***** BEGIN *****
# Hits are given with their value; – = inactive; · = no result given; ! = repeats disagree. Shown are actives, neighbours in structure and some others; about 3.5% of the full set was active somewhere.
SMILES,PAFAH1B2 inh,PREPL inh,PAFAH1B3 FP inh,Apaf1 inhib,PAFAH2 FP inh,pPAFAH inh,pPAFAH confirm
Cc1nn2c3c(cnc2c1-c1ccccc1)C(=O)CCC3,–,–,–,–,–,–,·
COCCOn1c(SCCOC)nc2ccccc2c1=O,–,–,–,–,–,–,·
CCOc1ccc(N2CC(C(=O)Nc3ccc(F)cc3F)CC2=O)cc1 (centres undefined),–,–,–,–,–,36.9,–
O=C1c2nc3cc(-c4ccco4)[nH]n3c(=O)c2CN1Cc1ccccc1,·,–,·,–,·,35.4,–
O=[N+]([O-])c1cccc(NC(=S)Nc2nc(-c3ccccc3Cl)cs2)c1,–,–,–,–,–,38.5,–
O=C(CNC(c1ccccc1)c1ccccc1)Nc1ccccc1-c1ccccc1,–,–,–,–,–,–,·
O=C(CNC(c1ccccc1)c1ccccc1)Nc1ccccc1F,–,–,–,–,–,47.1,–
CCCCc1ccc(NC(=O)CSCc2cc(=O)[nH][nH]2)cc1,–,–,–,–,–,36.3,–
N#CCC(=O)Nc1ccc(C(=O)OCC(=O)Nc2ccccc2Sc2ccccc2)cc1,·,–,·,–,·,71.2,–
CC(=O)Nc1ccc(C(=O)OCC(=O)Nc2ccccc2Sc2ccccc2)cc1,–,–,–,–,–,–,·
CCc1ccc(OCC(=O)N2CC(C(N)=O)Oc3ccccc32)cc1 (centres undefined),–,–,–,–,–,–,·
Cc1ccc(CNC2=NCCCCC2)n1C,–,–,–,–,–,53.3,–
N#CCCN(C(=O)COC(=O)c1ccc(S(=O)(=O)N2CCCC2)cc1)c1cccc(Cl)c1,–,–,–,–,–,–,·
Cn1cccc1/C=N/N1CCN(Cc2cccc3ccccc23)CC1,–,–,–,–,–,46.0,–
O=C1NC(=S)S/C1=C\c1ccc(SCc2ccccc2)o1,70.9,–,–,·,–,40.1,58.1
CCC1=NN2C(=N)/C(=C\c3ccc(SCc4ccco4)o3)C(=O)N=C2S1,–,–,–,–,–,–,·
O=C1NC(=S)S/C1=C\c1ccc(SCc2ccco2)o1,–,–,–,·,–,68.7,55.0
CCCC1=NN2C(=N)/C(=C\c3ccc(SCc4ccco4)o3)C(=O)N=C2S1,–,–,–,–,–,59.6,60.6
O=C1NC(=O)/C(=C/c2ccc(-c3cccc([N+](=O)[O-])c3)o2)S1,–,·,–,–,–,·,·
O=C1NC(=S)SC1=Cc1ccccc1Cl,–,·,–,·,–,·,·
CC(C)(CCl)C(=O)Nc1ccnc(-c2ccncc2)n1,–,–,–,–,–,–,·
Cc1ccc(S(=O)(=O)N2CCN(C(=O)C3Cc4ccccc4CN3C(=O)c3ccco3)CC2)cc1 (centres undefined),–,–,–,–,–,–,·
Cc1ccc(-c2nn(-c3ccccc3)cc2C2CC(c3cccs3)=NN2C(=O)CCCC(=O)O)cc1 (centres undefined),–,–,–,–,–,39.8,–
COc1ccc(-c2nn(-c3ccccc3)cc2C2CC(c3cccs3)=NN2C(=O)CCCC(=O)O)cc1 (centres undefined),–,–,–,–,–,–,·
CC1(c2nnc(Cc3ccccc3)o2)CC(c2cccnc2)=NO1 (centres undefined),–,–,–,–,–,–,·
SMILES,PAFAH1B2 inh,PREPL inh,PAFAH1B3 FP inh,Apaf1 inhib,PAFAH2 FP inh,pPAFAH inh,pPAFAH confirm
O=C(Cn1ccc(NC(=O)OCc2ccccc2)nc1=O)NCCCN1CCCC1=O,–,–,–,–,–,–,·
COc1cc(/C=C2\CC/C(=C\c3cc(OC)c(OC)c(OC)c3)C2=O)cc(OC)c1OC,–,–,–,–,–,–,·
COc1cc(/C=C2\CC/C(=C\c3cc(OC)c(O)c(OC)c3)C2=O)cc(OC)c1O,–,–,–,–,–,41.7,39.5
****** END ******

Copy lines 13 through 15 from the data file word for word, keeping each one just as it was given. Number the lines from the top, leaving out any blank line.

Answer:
CCc1ccc(OCC(=O)N2CC(C(N)=O)Oc3ccccc32)cc1 (centres undefined),–,–,–,–,–,–,·
Cc1ccc(CNC2=NCCCCC2)n1C,–,–,–,–,–,53.3,–
N#CCCN(C(=O)COC(=O)c1ccc(S(=O)(=O)N2CCCC2)cc1)c1cccc(Cl)c1,–,–,–,–,–,–,·